When the effects of currency exchange rates are taken out, the company's European sales fell by about three per cent in the first fiscal quarter ended 27 July, compared to the same period lastyear.
Heinz, like other companies such as Nestle, Unilever and P&G, has struggled to boost food sales in Western Europe as consumers rein in spending. The EU's supermarkets have been cutting prices,forcing producers to provide goods for less at a time when input and commodity costs have been rising.
Discount supermarkets such as Aldi have also eaten into market shares by carrying own-label products at relatively cheap prices.
This week the Sunday Times in the UK reported that Unilever is about to off load its frozen foods division, where sales have dropped 3.4 per cent over the past year. Unilever has refused tocomment about the rumour.
Heinz's European operating income dropped 15.8 per cent to $116.3m (€95.1m), when reorganisation costs and other non-recurring items are excluded. Margins fell further to 16.5 per cent from 19per cent, the company reported yesterday.
Heinz's European results were pulled down by the same problems the company had in the region during the last financial year - poorly performing seafood and frozen foods sales. The non-recurringitems include costs for a review of the company's operations to see whether the units, which the company describes as "non-core", should be offloaded.
The US company has also put its HAK prepared vegetables unit up for sale.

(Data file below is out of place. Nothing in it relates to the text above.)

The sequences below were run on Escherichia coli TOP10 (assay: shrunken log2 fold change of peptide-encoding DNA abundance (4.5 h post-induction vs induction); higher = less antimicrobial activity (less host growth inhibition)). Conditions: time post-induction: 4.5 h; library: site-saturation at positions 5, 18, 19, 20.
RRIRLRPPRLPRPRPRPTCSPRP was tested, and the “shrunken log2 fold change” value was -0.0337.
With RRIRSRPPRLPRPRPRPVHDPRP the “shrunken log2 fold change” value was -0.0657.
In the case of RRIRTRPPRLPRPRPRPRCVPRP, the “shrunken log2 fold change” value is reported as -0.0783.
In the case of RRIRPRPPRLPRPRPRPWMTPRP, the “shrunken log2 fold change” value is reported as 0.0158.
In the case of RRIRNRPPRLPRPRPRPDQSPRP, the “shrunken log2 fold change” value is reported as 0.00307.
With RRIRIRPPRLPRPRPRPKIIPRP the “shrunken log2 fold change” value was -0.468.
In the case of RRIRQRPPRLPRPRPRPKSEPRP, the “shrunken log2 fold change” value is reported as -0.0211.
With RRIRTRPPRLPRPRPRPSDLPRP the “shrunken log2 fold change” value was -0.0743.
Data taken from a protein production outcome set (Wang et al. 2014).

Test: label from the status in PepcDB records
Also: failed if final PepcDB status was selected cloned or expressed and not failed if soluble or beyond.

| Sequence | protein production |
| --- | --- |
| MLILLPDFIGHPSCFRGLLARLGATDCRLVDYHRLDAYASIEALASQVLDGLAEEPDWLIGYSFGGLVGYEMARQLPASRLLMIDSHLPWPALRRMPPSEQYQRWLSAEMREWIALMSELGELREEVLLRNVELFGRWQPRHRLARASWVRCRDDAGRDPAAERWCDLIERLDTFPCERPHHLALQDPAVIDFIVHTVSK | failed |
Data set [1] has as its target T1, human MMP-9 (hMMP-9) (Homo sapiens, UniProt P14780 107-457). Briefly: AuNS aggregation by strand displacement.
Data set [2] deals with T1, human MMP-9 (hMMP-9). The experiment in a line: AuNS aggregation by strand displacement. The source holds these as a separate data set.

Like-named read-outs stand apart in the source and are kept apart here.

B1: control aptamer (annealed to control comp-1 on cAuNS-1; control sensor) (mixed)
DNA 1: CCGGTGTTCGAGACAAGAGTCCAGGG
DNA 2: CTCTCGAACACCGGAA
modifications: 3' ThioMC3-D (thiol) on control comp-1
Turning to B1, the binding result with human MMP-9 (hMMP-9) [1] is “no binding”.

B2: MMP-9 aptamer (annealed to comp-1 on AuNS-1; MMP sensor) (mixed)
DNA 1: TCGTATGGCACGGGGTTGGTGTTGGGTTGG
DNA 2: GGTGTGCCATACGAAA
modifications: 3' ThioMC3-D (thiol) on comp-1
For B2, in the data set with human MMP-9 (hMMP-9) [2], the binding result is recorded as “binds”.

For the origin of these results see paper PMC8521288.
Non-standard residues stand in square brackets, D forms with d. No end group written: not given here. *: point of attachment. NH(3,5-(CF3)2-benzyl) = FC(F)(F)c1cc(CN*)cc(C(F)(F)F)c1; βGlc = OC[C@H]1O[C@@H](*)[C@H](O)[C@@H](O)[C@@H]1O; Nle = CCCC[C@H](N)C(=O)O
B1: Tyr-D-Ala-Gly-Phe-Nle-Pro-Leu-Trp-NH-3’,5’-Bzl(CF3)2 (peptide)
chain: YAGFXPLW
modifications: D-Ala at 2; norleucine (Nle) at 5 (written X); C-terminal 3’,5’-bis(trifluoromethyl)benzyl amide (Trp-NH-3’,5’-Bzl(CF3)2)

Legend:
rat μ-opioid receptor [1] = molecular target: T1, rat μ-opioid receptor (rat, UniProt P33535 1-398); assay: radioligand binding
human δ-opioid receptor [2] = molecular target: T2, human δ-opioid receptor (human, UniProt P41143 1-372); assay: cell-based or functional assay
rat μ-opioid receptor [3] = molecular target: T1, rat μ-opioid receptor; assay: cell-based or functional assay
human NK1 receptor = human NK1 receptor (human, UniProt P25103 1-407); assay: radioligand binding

Heinz yesterday reported overall sales grew by 5.3 per cent in the quarter ended 27 July to $2.11bn (€1.74bn), while margins fell from 26 per cent to 13 per cent. Currency exchange rates made up1.5 per cent of the sales growth, acquisitions 1.4 per cent, while pricing increases made up another 0.2 per cent.
This means overall sales grew by 2.2 per cent. The company's growth is mainly driven by its North American consumer products segment, Heinz Australia and the Italian infant food business.
Europe contributes 37 per cent of the company's food sales and North America 42.5 per cent.
The UK's frozen foods and soup business is not doing well, the company reported. Declines also occurred in the European seafood business. Volume declines were partially offset by increases in theItalian infant nutrition business and ketchup sales.
Heinz ketchup now holds nearly a 79 per cent market share in the UK. Heinz's recent acquisition of Petrosoyuz increased sales of the company's trademark product to 2.5 per cent. Petrosoyuz, basedin Russia, makes ketchup, condiments and sauces.
The quarter's results included charges of $24.5m related to previously announced job cuts and a review of units for potential sale, Heinz stated in an earnings release.
Overall the group reported sales at its ketchup, condiments and sauces division rose 5.3 per cent, frozen foods, 9.2 per cent, convenience meals one per cent and infant food 8.6 per cent for thequarter. Ketchup, condiments and sauces make up 38.1 per cent of the company's sales, convenience foods make up 21.5 per cent of sales for the quarter.
Heinz has said it plans to grow its organic and nutritional foods segments. The segments are growing at a 15 per cent to 20 per cent rate in the US and is projected to expand in Europe at a 25 percent annual rate over the next four years.
This week Heinz closed its $820m acquisition of HP Brands from France's Danone group.
Despite the company's poor performance in Europe, Heinz's chief executive, William Johnson, said the company's full-year outlook was unchanged. Operating profit is expected to increasedespited increases in commodity costs. He said the company is making good progress in its reorganisation plans.
"As previously announced, we are conducting a strategic review of our international portfolio and our global organisation structure," he said. "We have strengthened ourinnovation programme and halted the decline in overall market share."